HPLC Analysis of Lipoproteins
Serum lipoprotein and cholesterol profiling was performed as described.20
Western Blots for H-ApoB-100, Lp(a), and Apo(a)
Western blot analyses for h-apoB-100, Lp(a), and apo(a) were performed on mouse plasma subjected to electrophoresis on 4% to 12% Tris-glycine gels overnight at 4°C and transferred to polyvinylidene-fluoride membranes (Invitrogen, Carlsbad, Calif). Nondenaturing gels were used for h-apoB and Lp(a); denaturing gels were used for apo(a). The next day, blots were incubated for 1 hour with a commercially available horseradish peroxidase–conjugated, human-specific apoB antibody (Untied States Biological, Swampscott, Mass) or LPA4 (1:1,000 dilution), followed by a goat anti-mouse IgG horseradish peroxidase–conjugated antibody (1:15 000, BD Biosciences, San Diego, Calif). Protein bands were visualized with the ECL Plus Western blot detection kit (Amersham Biosciences, Inc, Piscataway, NJ). The goat anti-mouse IgG horseradish peroxidase–conjugated antibody also was used to determine the presence of mouse IgG.
Frozen liver sections 10 μm thick were air dried and briefly fixed with 4% paraformaldehyde, rinsed with 60% isopropanol, stained with Oil Red O (3 mg/mL) for 15 minutes, rinsed with isopropanol, and counterstained with Hematoxylin QS (Vector Laboratories, Burlingame, Calif).
Analysis of quantitative parameters in mice over the time course of the study was performed with 1-way ANOVA with the posthoc Bonferroni multiple comparison test as appropriate. Differences between the groups were assessed by Students’ t test. Values of P<0.05 were considered significant. The Pearson parametric test was used to calculate correlations between variables.
The authors had full access to and take full responsibility for the integrity of the data. All authors have read and agree to the manuscript as written.
Study 1 in H-ApoB-100 and Lp(a) Mice
Baseline Levels of Lipid Variables and OxPLs
The baseline total cholesterol levels (180.6±31.9 versus 148.0±26.1 mg/dL; P=0.021) and h-apoB-100 levels (100.7±18.2 versus 63.4±17.3 mg/dL; P=0.0002) were significantly higher in the Lp(a) mice compared with the h-apoB mice (Table 1), as previously described.17
The baseline OxPL/h-apoB ratio was 55-fold higher in the Lp(a) mice than in the h-apoB mice (3.28±0.08 versus 0.06±0.02; P<0.0001). There was no significant difference in the OxPL/m-apoB ratio between groups (0.76±0.41 versus 0.46±0.26; P=0.06).
Study 2 in Lp(a) Mice
Effect of Mipomersen on Lipoprotein Levels and Composition and Hepatic ApoB-100 and Apo(a) mRNA Expression
Mipomersen reduced total cholesterol levels over the 4-week treatment period as expected (Table 2). High-performance liquid chromatography analysis documented that this was due in large measure to a reduction in LDL, which was decreased ≈75% in the 2- and 4-week time points in the mipomersen group (Figure 1). There was no change in high-density lipoprotein (HDL) cholesterol or in the lipoprotein distribution pattern. No significant changes were noted with the control ASO 141923 (Figure 1).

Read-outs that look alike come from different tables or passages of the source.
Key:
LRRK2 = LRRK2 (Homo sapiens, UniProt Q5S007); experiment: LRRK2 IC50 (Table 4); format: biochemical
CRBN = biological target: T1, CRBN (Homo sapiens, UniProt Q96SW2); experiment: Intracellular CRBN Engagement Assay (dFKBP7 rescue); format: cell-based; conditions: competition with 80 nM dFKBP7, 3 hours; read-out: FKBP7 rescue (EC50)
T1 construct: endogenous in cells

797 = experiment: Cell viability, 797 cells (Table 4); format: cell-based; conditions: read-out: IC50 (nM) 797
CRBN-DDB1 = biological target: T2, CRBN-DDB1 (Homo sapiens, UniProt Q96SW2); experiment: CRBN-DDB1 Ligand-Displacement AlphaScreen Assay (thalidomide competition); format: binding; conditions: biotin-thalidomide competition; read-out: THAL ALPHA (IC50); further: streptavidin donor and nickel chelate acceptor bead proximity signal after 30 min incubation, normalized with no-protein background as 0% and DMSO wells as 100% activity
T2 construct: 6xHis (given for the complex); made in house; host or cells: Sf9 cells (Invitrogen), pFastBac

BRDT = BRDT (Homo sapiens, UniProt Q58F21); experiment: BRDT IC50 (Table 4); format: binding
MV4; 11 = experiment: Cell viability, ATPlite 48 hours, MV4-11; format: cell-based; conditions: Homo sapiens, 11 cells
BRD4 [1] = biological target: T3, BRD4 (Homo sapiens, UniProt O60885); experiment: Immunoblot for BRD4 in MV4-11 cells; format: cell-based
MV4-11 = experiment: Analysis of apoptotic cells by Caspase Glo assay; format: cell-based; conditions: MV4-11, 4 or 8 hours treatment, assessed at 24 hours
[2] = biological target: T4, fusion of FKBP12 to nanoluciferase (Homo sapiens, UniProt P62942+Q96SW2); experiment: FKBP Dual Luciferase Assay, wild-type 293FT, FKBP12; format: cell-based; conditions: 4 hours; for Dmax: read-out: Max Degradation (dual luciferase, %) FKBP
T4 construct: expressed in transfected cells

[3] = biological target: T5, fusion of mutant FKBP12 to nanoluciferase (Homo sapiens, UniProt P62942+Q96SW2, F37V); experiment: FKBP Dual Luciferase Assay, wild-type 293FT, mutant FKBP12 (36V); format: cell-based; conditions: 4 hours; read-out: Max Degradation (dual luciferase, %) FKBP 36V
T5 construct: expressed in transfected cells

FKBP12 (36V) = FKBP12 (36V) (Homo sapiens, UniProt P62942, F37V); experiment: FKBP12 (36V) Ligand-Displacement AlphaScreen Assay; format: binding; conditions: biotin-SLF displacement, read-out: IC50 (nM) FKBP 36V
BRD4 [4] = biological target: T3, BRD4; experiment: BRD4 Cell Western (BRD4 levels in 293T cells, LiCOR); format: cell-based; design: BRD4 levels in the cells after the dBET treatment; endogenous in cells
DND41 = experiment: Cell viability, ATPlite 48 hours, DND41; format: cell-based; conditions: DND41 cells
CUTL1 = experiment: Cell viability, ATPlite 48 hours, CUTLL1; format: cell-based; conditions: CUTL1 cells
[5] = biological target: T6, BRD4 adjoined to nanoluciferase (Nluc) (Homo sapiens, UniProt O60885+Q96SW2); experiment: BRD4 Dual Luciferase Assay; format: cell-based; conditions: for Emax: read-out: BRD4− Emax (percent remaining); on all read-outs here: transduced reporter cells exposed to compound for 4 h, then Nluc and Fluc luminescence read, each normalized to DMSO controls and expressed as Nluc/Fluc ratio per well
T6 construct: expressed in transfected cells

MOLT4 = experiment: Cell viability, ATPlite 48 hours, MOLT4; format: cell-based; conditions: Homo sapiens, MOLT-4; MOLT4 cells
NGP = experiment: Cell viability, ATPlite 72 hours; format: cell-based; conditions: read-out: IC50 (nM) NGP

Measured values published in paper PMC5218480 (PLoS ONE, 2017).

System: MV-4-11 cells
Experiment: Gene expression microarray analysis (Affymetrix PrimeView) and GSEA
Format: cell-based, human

Mipomersen also decreased Lp(a) levels over the 4 weeks (81.3±24.4 mg/dL at baseline, 33.8±9.0 mg/dL at 2 weeks, 31.8±15.6 mg/dL at 4 weeks; P<0.0002 for trend; Table 2). In contrast, apo(a) levels did not change significantly (98.9±35.9 mg/dL at baseline, 104.0±38.72 mg/dL at 3 weeks, 102.1±36.0 mg/dL at 4 weeks; P=0.78 for trend). This was further supported by evaluating hepatic apo(a) mRNA expression in mipomersen versus control ASO 141923 (53.8±37.4% [range, 24% to 108%]; versus 89.2±36.9% [range, 32% to 138%] normalized to cyclophilin A; P=0.29) after 4 weeks of treatment. The 8 Lp(a) mice in this group had variable baseline apo(a) levels (range, 93 to 163 mg/dL), and interestingly, a strong correlation was noted between hepatic apo(a) mRNA expression and the final apo(a) plasma levels (r=0.95, P<0.0001), but a weaker correlation was observed with Lp(a) and apo(a) mRNA levels (r=0.75, P=0.03). Furthermore, there was no difference among groups in mouse apoB mRNA expression (110.1±13.2% versus 98.1±12.9%; P=0.41). As expected, a significant reduction in h-apoB-100 mRNA was noted (26.0±2.6% versus 87.5±7.1%; P=0.0033) in the mipomersen-treated group compared with the control ASO group.
Western blot analysis revealed that h-apoB and Lp(a) levels were significantly reduced, but there was no effect on apo(a) levels (Figure 2). There was no evidence of hepatic steatosis in response to mipomersen, as assessed by Oil Red O staining of hepatic tissue (data not shown).
To further assess the relative excess of apo(a) and Lp(a) in the Lp(a) mice, we immunoprecipitated h-apoB-100 from plasma of Lp(a) mice before treatment with mipomersen with excess MB47 and assayed the content of apoB-100, apo(a), and Lp(a) remaining in the supernatant to provide a measure of the free apo(a). Figure 3 (top) shows changes in these parameters normalized to pre-MB47 values and demonstrates that nearly 90% of both h-apoB-100 and Lp(a) but only 25% of apo(a) was immunoprecipitated [88±4% of h-apoB-100, 92±4% of Lp(a), and 25±22% of apo(a)]. Thus, at baseline in these Lp(a) mice, 75% of apo(a) appears to be free, eg, not bound to h-apoB-100. At the 4-week time point, mipomersen treatment (Figure 3, bottom) resulted in qualitatively similar data, except for the presence of higher levels of free apo(a) after the reduction of h-apoB-100 in response to mipomersen [apoB, 96±1.0%; Lp(a), 95±2.0%; apo(a), 4=22% of baseline levels].